Strange Animations on Youtube

“These videos, wherever they are made, however they come to be made, and whatever their conscious intention (i.e. to accumulate ad revenue) are feeding upon a system which was consciously intended to show videos to children for profit. The unconsciously-generated, emergent outcomes of that are all over the place.”

I was walking around campus one day, a month or so ago, and in the market I saw an obviously exhausted woman with two children sitting at a cafeteria table. The woman was just resting, reading maybe, while the kids were glued to a laptop, watching one of these 3D animation Spiderman/Elsa videos on youtube (the ones near the end of this article).

My first thought was to go over there and explain to the mom that these videos are not good. But, of course I couldn’t do that, I wouldn’t do something like that.

Then I thought, she probably thinks these are just some strange North American cartoons that are all the fad right now, if she thinks anything about them at all. Being from another culture, how could she even tell this cartoon from one that wouldn’t be described as ‘disturbing’?

Would you ever intervene in a situation like this, one where there’s no imminent danger?


Adobe’s Exciting Journey

“And now, we’re pleased to announce that beginning May 15, 2018, the full suite of Adobe Creative Cloud apps will be available to K-12 schools via their authorized Adobe reseller for $4.99 per user license, per year, with a minimum purchase quantity of 500 licenses for a single school, or 2,500 licenses for a school district.”

“We are on an exciting journey, collaborating with educators to empower the next generation to be lifelong creators.”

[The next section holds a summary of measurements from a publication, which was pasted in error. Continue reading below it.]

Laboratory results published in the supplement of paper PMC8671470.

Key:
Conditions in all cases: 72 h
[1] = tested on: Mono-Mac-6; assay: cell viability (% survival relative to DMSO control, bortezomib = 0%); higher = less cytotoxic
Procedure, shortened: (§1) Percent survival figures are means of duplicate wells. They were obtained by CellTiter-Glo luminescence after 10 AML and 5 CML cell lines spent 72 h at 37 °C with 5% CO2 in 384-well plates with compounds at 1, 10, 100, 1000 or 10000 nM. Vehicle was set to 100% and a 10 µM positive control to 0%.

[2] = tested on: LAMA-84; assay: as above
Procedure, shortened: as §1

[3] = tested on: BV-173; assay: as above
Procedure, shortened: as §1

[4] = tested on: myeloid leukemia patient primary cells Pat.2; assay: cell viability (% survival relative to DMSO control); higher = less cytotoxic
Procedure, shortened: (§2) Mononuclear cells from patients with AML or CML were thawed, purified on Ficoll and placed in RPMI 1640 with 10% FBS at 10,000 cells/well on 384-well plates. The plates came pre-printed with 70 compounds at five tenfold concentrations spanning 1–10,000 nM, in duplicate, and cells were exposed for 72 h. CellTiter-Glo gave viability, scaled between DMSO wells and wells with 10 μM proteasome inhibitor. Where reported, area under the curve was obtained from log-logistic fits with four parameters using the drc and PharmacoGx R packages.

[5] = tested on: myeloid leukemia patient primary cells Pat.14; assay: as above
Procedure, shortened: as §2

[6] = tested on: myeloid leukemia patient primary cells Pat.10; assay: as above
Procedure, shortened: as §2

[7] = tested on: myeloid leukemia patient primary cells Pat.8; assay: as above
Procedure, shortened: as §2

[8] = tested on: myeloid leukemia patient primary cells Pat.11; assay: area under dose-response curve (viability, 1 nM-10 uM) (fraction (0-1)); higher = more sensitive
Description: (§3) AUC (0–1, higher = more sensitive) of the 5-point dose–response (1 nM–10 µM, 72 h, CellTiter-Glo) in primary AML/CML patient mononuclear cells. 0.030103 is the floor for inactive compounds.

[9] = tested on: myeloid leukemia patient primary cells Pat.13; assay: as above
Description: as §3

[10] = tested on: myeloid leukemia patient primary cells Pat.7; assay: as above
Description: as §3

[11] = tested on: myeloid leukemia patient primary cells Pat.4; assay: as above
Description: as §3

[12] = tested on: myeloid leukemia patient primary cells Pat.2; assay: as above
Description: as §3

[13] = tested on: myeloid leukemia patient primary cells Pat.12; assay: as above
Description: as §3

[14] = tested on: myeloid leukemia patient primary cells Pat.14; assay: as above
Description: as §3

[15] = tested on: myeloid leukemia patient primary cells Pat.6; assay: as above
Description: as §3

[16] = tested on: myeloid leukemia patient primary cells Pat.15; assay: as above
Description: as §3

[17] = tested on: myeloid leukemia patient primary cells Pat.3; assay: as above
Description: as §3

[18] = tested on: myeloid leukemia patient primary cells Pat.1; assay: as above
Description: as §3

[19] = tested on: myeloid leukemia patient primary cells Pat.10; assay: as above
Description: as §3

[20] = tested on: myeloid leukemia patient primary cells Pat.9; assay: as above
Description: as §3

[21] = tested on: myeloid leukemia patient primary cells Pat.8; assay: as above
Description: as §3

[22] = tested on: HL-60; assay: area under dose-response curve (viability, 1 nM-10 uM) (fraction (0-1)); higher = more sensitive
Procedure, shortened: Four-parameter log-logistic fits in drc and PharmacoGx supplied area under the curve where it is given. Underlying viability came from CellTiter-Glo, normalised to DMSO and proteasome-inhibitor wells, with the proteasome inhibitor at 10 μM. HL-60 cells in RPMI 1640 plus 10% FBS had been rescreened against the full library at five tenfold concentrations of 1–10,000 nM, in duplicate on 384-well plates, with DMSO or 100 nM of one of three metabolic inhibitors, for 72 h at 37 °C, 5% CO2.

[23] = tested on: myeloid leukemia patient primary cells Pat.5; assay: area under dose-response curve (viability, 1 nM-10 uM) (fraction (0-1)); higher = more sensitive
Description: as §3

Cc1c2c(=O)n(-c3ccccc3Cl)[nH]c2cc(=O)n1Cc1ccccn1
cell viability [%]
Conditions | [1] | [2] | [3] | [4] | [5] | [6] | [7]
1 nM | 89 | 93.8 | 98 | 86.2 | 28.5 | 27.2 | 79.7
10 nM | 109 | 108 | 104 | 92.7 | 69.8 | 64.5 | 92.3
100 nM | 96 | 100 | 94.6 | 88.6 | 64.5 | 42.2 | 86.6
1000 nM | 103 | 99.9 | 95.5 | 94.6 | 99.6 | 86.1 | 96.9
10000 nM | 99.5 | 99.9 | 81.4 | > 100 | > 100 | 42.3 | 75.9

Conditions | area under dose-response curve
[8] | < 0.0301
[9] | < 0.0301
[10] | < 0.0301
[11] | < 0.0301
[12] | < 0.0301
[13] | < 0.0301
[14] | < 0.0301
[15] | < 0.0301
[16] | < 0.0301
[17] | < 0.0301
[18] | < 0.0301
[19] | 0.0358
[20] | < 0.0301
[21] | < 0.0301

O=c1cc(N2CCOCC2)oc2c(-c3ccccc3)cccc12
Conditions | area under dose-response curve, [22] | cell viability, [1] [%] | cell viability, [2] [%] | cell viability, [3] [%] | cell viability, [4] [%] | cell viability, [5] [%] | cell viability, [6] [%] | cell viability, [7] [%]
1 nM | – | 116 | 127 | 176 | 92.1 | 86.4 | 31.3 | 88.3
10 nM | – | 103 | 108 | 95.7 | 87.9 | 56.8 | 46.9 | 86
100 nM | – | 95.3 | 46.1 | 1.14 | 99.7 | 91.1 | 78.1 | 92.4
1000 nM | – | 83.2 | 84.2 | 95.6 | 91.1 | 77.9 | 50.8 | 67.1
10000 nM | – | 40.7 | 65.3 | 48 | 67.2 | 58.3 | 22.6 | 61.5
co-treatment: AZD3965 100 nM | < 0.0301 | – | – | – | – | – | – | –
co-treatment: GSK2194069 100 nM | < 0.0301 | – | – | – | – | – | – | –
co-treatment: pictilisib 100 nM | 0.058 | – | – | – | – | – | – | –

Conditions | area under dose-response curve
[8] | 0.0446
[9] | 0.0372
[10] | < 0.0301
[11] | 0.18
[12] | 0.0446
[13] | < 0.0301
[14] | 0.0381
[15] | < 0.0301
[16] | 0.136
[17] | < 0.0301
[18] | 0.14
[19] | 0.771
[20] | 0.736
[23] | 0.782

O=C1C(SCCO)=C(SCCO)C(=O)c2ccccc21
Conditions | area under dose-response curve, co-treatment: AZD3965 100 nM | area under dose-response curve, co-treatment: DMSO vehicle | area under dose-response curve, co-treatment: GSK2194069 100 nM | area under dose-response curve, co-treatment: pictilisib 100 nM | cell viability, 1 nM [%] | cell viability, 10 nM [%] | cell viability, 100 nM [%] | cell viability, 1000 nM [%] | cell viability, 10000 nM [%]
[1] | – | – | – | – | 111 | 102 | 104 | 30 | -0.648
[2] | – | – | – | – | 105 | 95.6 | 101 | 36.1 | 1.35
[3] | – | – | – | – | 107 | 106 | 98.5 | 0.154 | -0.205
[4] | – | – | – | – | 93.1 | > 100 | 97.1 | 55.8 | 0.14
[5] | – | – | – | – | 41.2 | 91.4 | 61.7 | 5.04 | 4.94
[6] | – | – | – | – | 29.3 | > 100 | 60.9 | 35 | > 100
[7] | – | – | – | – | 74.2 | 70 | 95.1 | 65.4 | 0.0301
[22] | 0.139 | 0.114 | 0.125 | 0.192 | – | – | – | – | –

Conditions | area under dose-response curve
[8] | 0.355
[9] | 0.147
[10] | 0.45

So, Adobe is giving their Creative Cloud Suite to K-12 schools for next to nothing.

I’ve already started teaching my 10-year old Adobe Audition and Photoshop. She picks it up easily, and I honestly think that these are the sorts of skills that kids can learn easily if you just help them along with some fun projects.

That being said, I also try to maintain a balance. I keep her time limited in front of the screen and in using these programs. I’m not worried about her “keeping up to date with 21st century skills” or stuff like that, mainly because there’s so much non-digital things that she can use her time to experience now while she’s a kid, before her life gets taken over by virtual environments as she gets older.

This is nice news from Adobe. I would be a bit worried that this is one company, getting kids culturalized to one type of literacy, but that worry might be taking it too far (despite the red flag that comes up from that “exciting journey” sentence). My bigger worry is that introducing digital too much too early will detach future generations from our physical world and physical space.

There’s nothing wrong with scissors, glue, and cardboard paper – I hope schools are not so quick to discard such fun, fulfilling, and slowed down activities.

More: When Real Worlds Collide